The relationship between thyroid function and bone health in euthyroid healthy adult Nigerians
There is a dearth of reports on variation in thyroid function within the reference range on bone health in euthyroid healthy adults in Nigeria This study evaluated the variation in thyroid function within reference range on biochemical bone markers and bone mineral density in healthy adults. This prospective study was carried out among 40 healthy participants above 21 years of age but less than 50 years by systematic random sampling. Exclusion criteria included subjects with acute or chronic disease states, previous fractures, any drug use, history of alcohol
or smoking. Interviewer –questionnaire was administered. Anthropometric indices determined. Blood samples for thyroid function tests included triiodothyronine (FT3), thyroxine(FT4), Thyroid Stimulating Hormone(TSH-thyrotropin), osteocalcin (OC), and Alkaline phosphatase (ALP), serum calcium adjusted for albumin, inorganic phosphorus, and urine sample for calcium and creatinine were collected after 10 - 12 hours fast. 24 hour calcium excretion was calculated (CaE). Bone mineral Density determined by Dual X - ray Absorptiometry scan. Statistical analysis done,< 0.05 set as level of significant. The mean age 34.10 years (7.8), with BMI 26.32kg/m2 (4.02),waist circumference 76.60cm (17.07). The mean levels of bone markers were osteocalcin 17.68ng/ml (10.67), alkaline phosphatase70.60 IU/L (16.56) and 24hour calcium excretion 396.10mg/dl (101.89). OC and ALP inversely correlated with age but CaE did not. TSH positively correlates OC( r =0.35,p=0.029), but not CaE, p > 0.05. FT4 correlates bone formation markers OC,ALPand CaE p <0.05. Neither FT3,FT4 or TSH neither correlates with zscore BMD. Normal variation in the levels of ft4 and TSH has an early impact on biochemical bone markers compared to bone mineral density. Biochemical bone markers are thus suggested as screening tools for early detection of metabolic bone diseases in euthyroid healthy adults.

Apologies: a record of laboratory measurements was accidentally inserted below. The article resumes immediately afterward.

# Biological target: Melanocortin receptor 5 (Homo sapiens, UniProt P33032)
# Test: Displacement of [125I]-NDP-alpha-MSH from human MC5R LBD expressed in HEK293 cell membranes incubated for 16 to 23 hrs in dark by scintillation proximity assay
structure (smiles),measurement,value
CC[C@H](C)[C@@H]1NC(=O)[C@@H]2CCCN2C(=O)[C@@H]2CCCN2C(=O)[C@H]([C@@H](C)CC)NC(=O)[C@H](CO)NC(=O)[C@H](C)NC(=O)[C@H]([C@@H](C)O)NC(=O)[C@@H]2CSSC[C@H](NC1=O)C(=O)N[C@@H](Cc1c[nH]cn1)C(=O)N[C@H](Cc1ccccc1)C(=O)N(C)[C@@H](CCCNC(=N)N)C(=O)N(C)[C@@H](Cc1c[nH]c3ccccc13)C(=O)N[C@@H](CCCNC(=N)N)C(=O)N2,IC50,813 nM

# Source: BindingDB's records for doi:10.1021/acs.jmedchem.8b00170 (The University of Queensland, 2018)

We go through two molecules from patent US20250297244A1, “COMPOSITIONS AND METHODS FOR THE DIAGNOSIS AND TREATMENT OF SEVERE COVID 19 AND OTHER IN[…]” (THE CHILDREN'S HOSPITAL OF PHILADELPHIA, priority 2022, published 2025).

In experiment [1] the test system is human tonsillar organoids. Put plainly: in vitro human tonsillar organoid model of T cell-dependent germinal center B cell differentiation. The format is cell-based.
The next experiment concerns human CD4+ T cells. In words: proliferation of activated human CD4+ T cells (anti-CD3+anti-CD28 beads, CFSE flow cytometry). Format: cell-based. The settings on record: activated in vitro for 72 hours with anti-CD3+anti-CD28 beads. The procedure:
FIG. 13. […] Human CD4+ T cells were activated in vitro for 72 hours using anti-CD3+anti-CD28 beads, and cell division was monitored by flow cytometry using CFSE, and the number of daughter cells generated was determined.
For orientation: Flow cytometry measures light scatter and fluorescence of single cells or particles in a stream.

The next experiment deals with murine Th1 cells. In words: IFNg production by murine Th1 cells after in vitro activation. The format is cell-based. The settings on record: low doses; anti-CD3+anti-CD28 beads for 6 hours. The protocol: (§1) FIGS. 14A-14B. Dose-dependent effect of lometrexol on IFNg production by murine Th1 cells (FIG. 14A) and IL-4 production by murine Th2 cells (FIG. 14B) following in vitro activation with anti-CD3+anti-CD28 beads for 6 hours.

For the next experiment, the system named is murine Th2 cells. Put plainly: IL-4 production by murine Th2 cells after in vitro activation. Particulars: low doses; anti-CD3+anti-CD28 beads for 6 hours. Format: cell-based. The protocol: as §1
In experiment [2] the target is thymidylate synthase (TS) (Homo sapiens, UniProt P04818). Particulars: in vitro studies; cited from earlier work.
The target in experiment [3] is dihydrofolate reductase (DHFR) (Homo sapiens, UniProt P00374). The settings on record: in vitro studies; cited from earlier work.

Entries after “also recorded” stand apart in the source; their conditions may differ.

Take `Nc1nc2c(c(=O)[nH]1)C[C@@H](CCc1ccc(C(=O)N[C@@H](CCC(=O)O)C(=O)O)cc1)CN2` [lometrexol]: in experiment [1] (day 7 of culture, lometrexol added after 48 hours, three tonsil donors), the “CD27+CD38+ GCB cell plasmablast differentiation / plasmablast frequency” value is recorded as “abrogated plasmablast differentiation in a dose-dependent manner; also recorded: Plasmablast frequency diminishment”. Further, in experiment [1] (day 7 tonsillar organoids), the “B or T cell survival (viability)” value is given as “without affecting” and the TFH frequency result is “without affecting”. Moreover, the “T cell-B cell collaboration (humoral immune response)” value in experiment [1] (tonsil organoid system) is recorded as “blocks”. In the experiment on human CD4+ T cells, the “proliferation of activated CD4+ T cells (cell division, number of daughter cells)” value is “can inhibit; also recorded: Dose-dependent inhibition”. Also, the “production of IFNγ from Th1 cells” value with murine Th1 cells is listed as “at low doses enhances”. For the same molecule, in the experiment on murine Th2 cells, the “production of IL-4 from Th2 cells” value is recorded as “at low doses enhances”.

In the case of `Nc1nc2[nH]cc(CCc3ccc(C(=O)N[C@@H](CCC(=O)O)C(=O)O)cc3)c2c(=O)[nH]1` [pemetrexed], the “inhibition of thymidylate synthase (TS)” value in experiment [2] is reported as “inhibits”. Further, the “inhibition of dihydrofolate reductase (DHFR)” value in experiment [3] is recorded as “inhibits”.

Keywords: Thyroid function, Bone Markers, Healthy Adults